|: d2 |\
g2 g2 gbag | f^efd f/g/a gf | e^def gfe=d | B2 e2 e2 g/f/e |
dBGB d4 | e^def g2 fe | dcBA G2 F/G/A | B2 G2 G2 :|

The Flowers of Edinburgh

Following on from the discussion in http://www.thesession.org/discussions/16108 this tune comes in three slightly different versions in Lionel Bacon’s "Handbook of Morris Dances". The differences arise out of the fact that in morris the details of a tune are usually specific to the movements of the particular dance it is associated with, unlike Irish set dancing where there is a choice of literally hundreds of tunes for a set dance figure.

“The Flowers of Edinburgh” ~ Bampton Morris, etc…

Bampton Morris
http://www.bamptonmorris.co.uk/

The Bassett Street Hounds Mixed Border Morris Team, New York
http://bassett-street-hounds.org/
http://tomkeays.com/morris/tunes/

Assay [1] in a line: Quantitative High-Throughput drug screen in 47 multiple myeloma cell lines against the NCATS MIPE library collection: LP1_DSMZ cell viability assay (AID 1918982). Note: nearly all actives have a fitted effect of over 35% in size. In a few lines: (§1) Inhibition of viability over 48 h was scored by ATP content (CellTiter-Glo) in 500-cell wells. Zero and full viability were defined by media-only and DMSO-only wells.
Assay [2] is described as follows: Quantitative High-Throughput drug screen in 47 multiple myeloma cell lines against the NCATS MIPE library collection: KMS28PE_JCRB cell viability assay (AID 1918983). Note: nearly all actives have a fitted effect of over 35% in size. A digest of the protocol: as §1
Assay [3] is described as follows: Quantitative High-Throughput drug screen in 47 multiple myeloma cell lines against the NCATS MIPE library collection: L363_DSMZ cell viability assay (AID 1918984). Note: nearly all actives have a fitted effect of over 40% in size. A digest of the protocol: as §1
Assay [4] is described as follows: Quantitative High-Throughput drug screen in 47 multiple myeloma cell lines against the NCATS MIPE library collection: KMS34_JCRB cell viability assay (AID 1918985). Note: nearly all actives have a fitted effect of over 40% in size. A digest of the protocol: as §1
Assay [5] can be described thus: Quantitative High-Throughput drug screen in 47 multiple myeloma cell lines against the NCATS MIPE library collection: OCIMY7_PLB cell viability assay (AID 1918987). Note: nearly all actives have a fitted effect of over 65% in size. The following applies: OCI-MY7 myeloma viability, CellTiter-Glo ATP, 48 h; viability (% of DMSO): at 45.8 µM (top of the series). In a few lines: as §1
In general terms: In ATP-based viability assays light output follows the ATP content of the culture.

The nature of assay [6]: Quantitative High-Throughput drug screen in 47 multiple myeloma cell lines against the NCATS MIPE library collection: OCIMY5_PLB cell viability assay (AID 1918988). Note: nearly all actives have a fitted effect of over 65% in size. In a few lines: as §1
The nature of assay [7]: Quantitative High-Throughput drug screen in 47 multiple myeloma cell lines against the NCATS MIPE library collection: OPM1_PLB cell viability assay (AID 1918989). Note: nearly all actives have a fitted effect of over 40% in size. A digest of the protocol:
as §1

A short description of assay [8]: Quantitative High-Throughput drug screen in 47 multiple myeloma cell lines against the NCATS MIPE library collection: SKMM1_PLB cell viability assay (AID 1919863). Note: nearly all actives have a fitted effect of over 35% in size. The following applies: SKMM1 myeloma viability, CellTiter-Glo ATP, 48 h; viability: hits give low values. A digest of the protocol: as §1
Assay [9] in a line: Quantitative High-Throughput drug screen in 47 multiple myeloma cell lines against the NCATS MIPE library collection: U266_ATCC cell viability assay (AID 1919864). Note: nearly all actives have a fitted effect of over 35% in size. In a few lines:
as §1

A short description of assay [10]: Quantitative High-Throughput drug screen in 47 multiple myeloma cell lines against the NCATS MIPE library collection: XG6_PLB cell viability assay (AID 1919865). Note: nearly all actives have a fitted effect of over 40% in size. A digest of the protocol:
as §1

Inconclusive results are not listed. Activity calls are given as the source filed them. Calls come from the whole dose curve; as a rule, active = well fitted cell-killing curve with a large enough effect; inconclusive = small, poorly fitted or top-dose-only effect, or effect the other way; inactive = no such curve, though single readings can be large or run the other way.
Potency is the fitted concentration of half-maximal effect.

http://tomkeays.com/morris/tunes/bampton/the_flowers_of_edinburgh.html

X: 4
T: The Flowers of Edinburgh
S: Bacon (MDT)
A: Bampton
O: English
M:4/4
L: 1/8
R: Reel
K: G Major
DEFD G2 A2 | B2 B2 BdcB | AGFG EFGA | B2 E2 E2 GE |
DEFD G2 A2 | B2 B2 Bgfe | dcBA GFGA | B2 G2 G4 |]
g6 (3gag | f6 (3faf | e2 e2 efge | B2 e2 e2 ge |
dBGB d2 d2 | e2 e2 efge | dcBA GFGA | B2 G2 G4 |]

http://bassett-street-hounds.org/dances/flowers_of_edinburgh.php

X: 5
T:Flowers of Edinburgh
H: Used as tune for Red Stags Morris dance "Weobley Hankie Dance"
C:William Preece.
M:4/4
L:1/8
R:hornpipe
K: G Major
D2 |\
G2 DG B2 GB | d2 B2 g3 e | d2 B2 BAGA | B2 G2 E2 D2 |
G2 DG B2 GB | d2 B2 g3 e | d2B2 BAGA | B2 G2 G2 f2 |]
g4 f3 e | B2 e2 e3 f | g2 g2 fafd | B2 e2 e2 ge |